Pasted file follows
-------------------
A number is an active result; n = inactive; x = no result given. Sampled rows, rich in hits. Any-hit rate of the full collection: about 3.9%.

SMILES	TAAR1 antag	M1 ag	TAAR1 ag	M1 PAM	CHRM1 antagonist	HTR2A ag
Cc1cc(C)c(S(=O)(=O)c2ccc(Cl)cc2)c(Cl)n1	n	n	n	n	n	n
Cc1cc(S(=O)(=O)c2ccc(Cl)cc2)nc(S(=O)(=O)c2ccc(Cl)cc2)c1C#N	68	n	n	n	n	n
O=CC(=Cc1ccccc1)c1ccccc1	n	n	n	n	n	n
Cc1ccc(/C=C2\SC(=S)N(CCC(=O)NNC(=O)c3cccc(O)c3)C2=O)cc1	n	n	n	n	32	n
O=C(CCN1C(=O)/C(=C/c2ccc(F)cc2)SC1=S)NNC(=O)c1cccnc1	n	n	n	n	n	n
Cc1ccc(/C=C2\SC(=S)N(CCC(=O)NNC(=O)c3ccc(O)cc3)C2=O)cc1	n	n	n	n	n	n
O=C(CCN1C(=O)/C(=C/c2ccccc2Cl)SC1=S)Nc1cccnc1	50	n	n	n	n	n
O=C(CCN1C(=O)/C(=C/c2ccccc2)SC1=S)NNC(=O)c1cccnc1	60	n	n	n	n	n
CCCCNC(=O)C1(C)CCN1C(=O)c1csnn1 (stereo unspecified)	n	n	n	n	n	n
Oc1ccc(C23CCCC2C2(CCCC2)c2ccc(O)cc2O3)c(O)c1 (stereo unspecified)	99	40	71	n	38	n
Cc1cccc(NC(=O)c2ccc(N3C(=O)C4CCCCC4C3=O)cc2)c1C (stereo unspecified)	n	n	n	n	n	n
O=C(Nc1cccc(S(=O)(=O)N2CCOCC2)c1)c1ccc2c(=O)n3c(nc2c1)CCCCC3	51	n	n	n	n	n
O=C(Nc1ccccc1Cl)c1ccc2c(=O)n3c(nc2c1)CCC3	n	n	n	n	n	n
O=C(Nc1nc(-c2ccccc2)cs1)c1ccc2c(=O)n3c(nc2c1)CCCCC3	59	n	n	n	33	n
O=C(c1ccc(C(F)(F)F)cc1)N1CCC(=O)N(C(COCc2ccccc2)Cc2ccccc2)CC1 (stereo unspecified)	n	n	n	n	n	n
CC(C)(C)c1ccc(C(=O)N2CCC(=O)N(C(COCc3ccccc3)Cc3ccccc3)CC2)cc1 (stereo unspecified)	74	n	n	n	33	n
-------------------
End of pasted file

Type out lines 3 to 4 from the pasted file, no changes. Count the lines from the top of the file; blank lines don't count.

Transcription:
Cc1cc(C)c(S(=O)(=O)c2ccc(Cl)cc2)c(Cl)n1	n	n	n	n	n	n
Cc1cc(S(=O)(=O)c2ccc(Cl)cc2)nc(S(=O)(=O)c2ccc(Cl)cc2)c1C#N	68	n	n	n	n	n